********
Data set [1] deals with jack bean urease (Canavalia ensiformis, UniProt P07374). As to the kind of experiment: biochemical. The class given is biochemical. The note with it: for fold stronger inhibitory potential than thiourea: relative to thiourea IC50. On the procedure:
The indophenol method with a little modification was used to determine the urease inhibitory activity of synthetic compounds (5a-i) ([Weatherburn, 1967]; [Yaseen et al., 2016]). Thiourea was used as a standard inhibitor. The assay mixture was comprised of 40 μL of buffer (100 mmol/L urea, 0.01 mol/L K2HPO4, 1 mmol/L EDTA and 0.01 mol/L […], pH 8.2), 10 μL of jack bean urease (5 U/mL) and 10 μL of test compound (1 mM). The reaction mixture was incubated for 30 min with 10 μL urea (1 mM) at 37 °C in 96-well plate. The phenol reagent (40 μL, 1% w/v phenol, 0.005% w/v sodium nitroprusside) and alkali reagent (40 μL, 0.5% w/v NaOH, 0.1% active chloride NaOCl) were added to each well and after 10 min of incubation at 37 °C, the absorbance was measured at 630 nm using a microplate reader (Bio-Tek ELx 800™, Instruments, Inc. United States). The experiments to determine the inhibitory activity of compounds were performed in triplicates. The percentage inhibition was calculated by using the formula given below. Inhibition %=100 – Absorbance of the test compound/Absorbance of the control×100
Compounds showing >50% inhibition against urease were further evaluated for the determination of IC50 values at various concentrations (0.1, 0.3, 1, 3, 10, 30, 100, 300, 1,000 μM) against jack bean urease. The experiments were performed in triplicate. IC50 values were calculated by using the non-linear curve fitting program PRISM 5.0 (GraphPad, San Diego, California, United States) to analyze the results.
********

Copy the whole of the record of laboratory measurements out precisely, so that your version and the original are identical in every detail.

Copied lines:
Data set [1] deals with jack bean urease (Canavalia ensiformis, UniProt P07374). As to the kind of experiment: biochemical. The class given is biochemical. The note with it: for fold stronger inhibitory potential than thiourea: relative to thiourea IC50. On the procedure:
The indophenol method with a little modification was used to determine the urease inhibitory activity of synthetic compounds (5a-i) ([Weatherburn, 1967]; [Yaseen et al., 2016]). Thiourea was used as a standard inhibitor. The assay mixture was comprised of 40 μL of buffer (100 mmol/L urea, 0.01 mol/L K2HPO4, 1 mmol/L EDTA and 0.01 mol/L […], pH 8.2), 10 μL of jack bean urease (5 U/mL) and 10 μL of test compound (1 mM). The reaction mixture was incubated for 30 min with 10 μL urea (1 mM) at 37 °C in 96-well plate. The phenol reagent (40 μL, 1% w/v phenol, 0.005% w/v sodium nitroprusside) and alkali reagent (40 μL, 0.5% w/v NaOH, 0.1% active chloride NaOCl) were added to each well and after 10 min of incubation at 37 °C, the absorbance was measured at 630 nm using a microplate reader (Bio-Tek ELx 800™, Instruments, Inc. United States). The experiments to determine the inhibitory activity of compounds were performed in triplicates. The percentage inhibition was calculated by using the formula given below. Inhibition %=100 – Absorbance of the test compound/Absorbance of the control×100
Compounds showing >50% inhibition against urease were further evaluated for the determination of IC50 values at various concentrations (0.1, 0.3, 1, 3, 10, 30, 100, 300, 1,000 μM) against jack bean urease. The experiments were performed in triplicate. IC50 values were calculated by using the non-linear curve fitting program PRISM 5.0 (GraphPad, San Diego, California, United States) to analyze the results.